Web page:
Webb Space Telescope Nearly Set to Explore the Solar System
As final phases of commissioning its science instruments, the JWST team has also begun working on technical operations of the observatory. While the telescope moves through space, it will constantly find distant stars and galaxies and point at them with incredible precision to acquire images and spectra. However, there are also plans to observe planets and their satellites, asteroids, and comets in our solar system, which move across the background stars of our galaxy. Webb must be able to lock on to these objects and track them precisely enough to obtain images and spectra.
Recently, the Webb team completed the first test to track a moving object. The test confirmed that Webb could conduct moving target science! As we progress through commissioning, we will test other objects moving at various speeds to verify we can study objects with Webb that move throughout the solar system.
Today, we asked Heidi Hammel, Webb interdisciplinary scientist for solar system observations, to tell us about her plans for studying Earth’s nearest neighbors:
“I am really excited about Webb’s upcoming first year of science operations! I lead a team of equally excited astronomers eager to begin downloading data. Webb can detect the faint light of the earliest galaxies, but my team will be observing much closer to home. They will use Webb to unravel some of the mysteries that abound in our own solar system.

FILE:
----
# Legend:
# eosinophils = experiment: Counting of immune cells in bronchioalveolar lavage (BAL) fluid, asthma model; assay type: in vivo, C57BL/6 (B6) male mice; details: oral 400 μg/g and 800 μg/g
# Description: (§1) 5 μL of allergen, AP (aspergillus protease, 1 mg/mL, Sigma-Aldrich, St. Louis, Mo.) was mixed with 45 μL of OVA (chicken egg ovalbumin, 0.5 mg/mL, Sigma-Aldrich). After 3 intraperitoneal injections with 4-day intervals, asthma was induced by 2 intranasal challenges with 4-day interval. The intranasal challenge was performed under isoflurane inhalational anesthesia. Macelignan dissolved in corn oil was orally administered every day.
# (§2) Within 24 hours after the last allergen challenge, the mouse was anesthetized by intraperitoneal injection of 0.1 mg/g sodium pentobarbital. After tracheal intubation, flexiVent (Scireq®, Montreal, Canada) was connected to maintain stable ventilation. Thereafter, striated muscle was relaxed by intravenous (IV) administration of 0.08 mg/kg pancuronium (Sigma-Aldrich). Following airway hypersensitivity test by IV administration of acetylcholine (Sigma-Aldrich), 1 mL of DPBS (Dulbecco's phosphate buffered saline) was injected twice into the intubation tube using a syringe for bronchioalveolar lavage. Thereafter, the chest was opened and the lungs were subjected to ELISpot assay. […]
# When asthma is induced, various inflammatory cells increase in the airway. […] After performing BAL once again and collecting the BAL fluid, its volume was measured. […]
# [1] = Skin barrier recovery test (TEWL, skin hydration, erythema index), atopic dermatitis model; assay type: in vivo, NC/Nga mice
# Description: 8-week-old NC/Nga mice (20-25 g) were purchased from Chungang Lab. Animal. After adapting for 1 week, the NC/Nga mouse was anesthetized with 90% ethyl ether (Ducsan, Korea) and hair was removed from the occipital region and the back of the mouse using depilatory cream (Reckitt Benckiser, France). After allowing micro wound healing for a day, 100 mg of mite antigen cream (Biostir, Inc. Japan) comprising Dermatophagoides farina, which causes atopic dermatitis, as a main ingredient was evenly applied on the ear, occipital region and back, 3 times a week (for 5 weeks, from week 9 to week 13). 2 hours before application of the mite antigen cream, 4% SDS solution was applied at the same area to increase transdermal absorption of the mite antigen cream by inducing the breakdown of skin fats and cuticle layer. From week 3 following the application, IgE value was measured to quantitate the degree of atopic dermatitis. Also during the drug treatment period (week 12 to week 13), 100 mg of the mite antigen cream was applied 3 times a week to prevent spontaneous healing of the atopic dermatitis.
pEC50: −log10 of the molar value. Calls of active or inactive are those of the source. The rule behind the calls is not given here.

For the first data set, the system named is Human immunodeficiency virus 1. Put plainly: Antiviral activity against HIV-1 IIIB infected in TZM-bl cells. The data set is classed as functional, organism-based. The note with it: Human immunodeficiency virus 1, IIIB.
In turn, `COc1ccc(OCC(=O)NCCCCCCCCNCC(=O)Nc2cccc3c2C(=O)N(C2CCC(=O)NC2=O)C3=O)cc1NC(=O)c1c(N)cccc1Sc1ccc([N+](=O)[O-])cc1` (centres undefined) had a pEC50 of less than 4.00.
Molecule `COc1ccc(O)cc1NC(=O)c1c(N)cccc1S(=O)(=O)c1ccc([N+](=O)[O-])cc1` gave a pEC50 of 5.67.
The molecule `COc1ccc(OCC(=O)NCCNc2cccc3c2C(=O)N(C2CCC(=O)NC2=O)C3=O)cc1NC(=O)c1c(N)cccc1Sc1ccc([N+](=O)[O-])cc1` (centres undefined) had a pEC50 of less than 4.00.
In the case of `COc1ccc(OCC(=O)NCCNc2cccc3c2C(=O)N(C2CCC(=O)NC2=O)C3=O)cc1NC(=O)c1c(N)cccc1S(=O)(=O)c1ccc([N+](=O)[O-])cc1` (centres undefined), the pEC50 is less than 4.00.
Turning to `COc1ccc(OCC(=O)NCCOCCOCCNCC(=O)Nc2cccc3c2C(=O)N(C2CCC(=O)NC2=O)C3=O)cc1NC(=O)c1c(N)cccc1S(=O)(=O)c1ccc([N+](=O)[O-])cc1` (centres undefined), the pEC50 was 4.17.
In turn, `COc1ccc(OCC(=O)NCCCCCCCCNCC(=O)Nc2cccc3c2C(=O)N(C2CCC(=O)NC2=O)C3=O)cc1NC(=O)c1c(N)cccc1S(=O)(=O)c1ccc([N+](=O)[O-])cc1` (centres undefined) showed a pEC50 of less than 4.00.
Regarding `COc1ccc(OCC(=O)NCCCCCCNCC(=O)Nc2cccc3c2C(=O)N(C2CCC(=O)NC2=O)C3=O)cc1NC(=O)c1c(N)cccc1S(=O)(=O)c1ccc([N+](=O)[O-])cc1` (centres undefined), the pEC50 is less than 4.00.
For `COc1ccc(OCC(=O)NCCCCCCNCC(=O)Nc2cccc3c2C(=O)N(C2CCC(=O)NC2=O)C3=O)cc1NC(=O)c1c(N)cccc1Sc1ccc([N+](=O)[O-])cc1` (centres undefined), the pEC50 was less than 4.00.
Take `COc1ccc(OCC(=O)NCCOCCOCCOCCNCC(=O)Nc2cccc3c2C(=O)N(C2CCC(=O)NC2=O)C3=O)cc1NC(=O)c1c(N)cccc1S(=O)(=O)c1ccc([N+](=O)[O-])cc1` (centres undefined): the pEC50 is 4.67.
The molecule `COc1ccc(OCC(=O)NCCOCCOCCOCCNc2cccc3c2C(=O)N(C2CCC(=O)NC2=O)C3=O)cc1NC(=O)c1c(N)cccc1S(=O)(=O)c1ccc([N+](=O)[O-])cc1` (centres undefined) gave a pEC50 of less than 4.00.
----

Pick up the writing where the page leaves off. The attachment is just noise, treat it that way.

“One of the questions I get asked frequently is why we need a powerful telescope like Webb to study our nearby solar system. We planetary scientists use telescopes to complement our in situ missions (missions that we send to fly by, orbit, or land on objects). One example of this is how Hubble was used to find the post-New Horizons mission, Arrokoth. We also use telescopes when we don’t have in situ missions planned – like for the distant ice giants Uranus and Neptune or to make measurements of large populations of objects, such as hundreds of asteroids or Kuiper Belt Objects (small ice worlds beyond the orbits of 6481 Tenzing, named after Tenzing Norgay, the famous Tibetan mountain guide who was one of the first people to reach the summit of Mount Everest. Bryan Holler, at the Space Telescope Science Institute, had a choice of about 40 possible asteroids to test the MT tracking, but, as he told our team: “Since the objects were all virtually identical otherwise, picking the one with a name linked to success seemed like a no-brainer.” We like that sort of thing.
“My role with Webb as an ‘Interdisciplinary Scientist’ means that my program uses all of the capabilities of this forefront telescope! We need all of them to truly understand the solar system (and the universe!).
“Our solar system has far more mysteries than my team had time to solve. Our programs will observe objects across the solar system: We will image the giant planets and Saturn’s rings; explore many Kuiper Belt Objects; analyze the atmosphere of Titan; and much more! There are also other teams planning observations; in its first year, 7% of Webb’s time will be focused on objects within our solar system.
“One exciting and challenging program we plan to do is observe ocean worlds. There’s evidence from the Jupiter’s moon Europa has sporadic plumes of water-rich material. We plan to take high-resolution imagery of Europa to study its surface and search for plume activity and active geologic processes. If we locate a plume, we will use Webb’s spectroscopy to analyze the plume’s composition.
“I have a soft spot in my heart for